Failure is a funny thing.
I failed a lot in 2018, that’s what I came to realize in the final days of the year last week.
Before proceeding forward I recognize there are some who might feel I’m being too hard on myself or something to the like. Reality is, in my case at least, that’s a cop out – I’m being real.
I tell my children all the time, we learn more through failure than victory. That’s where I am today, choosing to take the failures of 2018 to claim victory through learning in the coming year.
In 2018, I fell into a once familiar habit which if being honest can be the thief of all joy. Quite simply – I overextended myself and in so doing, not just one area of my life, but most areas of my life suffered.
The first and most glaring area of failure I experienced was by way of placing myself at the top of the list. It’s an irony that I find is important to own, as a girl who has preached the importance of this for the better part of the past sevenish years.
Geez, I’d become such a master of it, that there’s even designated column space for my mastery in our bi-monthly 209 Magazine. A space which has been used to elaborate on so many of these valuable life lessons, this one included.
I’d been in this place in my life before, creating excuses of “no time,” “tomorrow I’ll start,” and even just simply resolving to just stating I was on a break. The funny thing about a break is that it has a way of catching up to you.
To be quite frank, I’m at a point in my life when a break should be restricted to a day or two, maybe a week – definitely not months on hand.
As I type this, I recognize my physical appearance doesn’t appear drastically different than it did a year ago. The tricky thing about letting yourself slip from the priority position, however, is the domino effect it has. So as my physical state began to soften, certain areas of my life began to follow suit.
Quite honestly, I’m not a physiology major, nor have I studied any type of psychology, life is indeed my classroom. That’s what I love most about the ability to share these lessons here with readers. I’m just like every other mommy, waking up each day trying to make it all happen.
What I recognized however was something a tri-athlete friend shared when he was training for a once in a lifetime opportunity to compete in Africa. When physically active, life just seems to fall into place easier. That little snippet of time we take to sweat a little, challenge our self physically and check out from the life crazy – things start to click.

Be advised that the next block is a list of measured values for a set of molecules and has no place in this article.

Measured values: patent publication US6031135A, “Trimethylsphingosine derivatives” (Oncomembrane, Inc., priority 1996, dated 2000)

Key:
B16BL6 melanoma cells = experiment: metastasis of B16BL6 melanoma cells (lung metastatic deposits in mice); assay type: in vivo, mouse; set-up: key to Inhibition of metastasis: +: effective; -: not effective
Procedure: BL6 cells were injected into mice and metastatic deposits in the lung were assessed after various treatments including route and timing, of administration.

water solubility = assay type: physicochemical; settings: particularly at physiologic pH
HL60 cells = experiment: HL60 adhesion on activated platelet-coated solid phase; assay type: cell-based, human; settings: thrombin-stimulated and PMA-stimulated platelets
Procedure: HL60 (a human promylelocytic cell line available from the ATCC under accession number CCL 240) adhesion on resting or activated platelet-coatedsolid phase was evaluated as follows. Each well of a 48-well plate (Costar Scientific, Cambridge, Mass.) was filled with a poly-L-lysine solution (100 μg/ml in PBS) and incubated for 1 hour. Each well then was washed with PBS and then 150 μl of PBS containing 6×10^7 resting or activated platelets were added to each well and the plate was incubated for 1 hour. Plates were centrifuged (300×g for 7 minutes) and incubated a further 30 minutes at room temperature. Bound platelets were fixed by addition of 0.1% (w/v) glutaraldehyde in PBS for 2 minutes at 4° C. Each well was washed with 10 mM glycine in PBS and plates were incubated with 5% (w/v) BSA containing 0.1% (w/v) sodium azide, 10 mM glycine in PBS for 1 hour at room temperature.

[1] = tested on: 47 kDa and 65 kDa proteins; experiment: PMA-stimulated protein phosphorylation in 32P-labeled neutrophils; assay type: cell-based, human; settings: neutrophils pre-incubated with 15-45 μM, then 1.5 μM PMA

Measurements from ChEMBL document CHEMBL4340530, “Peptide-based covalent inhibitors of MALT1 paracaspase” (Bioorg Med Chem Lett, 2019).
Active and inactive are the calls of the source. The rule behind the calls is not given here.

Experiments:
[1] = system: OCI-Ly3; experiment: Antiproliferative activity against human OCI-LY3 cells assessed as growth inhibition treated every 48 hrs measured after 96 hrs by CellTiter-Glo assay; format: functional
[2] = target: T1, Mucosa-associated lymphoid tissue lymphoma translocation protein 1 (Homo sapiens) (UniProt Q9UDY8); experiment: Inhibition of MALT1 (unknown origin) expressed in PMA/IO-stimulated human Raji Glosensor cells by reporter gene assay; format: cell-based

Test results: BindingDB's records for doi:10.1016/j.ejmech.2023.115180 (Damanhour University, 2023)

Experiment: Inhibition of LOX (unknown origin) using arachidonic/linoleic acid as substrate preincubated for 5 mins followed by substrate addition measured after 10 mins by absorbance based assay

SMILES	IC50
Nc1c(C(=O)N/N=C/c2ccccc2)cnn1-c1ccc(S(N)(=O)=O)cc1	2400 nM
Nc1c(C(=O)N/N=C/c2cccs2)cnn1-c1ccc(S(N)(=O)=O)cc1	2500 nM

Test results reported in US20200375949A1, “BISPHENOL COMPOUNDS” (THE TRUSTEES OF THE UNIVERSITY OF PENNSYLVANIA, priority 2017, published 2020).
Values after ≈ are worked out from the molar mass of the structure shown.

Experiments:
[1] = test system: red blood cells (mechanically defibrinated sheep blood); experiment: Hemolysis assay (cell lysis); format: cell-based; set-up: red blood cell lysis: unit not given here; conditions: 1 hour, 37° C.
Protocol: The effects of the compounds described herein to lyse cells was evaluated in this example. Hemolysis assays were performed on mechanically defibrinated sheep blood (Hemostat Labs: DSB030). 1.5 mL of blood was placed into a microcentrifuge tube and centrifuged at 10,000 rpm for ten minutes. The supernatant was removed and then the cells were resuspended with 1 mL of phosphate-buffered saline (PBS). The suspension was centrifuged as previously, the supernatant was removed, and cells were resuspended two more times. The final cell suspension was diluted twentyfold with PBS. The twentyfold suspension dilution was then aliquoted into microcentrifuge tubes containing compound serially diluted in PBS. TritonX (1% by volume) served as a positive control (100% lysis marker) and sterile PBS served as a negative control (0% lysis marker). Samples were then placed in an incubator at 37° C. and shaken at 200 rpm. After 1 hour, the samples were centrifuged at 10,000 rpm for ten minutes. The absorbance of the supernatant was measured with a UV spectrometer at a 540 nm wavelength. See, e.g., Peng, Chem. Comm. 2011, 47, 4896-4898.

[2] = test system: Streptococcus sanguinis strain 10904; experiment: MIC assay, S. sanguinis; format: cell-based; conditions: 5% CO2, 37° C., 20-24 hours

Hence the reason I lead first with this failure. As I failed to make this all happen, other areas also began to slip. This may be the area where I get a bit hard on myself but if there are two things I always expect of myself it’s transparency and work ethic.
Suddenly the job I loved showing up for every day became well, gray. This February will mark the 19th year of showing up to this building to pen work for this publication. During the course of close to two decades we are now penning more work for more products with less staff than ever before.
The creative joy, literally began feeling robotic. One morning I even went as far to tell our editor I was beginning to feel like a word mill. It saddened me, as I looked to my notebook and simply typed through a fog versus my long lived passion.
The good news is this wasn’t every day and the work still manages to happen. But the funk, yeah the funk was real. The good fortune I live however of serving not only a gracious but supportive community was enough to keep these fingers buzzing and the smile front and center. But … It was hard.
By early November, I seemed to finally be recognizing what I’m openly sharing here. Fortunately I have a person who will listen to this rambling as I seem to struggle with the puzzle and how to fix it.
The funny thing about failure is not just the lessons, but recognition of the tribe you are surrounded by who encourage you to get back up. That’s what this moment is for me – it’s time to get back up. Failure does not have to equal permanence.
In my life experience, failure has more times than not equaled growth. It is a time to re-evaluate. It is a time to get real with ourselves and maybe a few friends. Failure is quite simply a time to dust off and begin again.
So as each of us journey into the 2019 year and bid adieu to this past one we’ve lived, take a moment from all that you “resolve” and learn from the failures. Sure, it’s great to set and achieve goals. It’s fun to know you’ve stayed committed to something you really wanted to achieve. But the lessons, the real life get honest moments for growth lie in the failures.
Here’s to more lessons, continued growth and an abundant year which knocks the socks off the one we have lived. Happy New Year.
Teresa Hammond is a staff reporter for The Oakdale Leader, The Riverbank News and The Escalon Times. She may be reached at firstname.lastname@example.org or by calling 847-3021.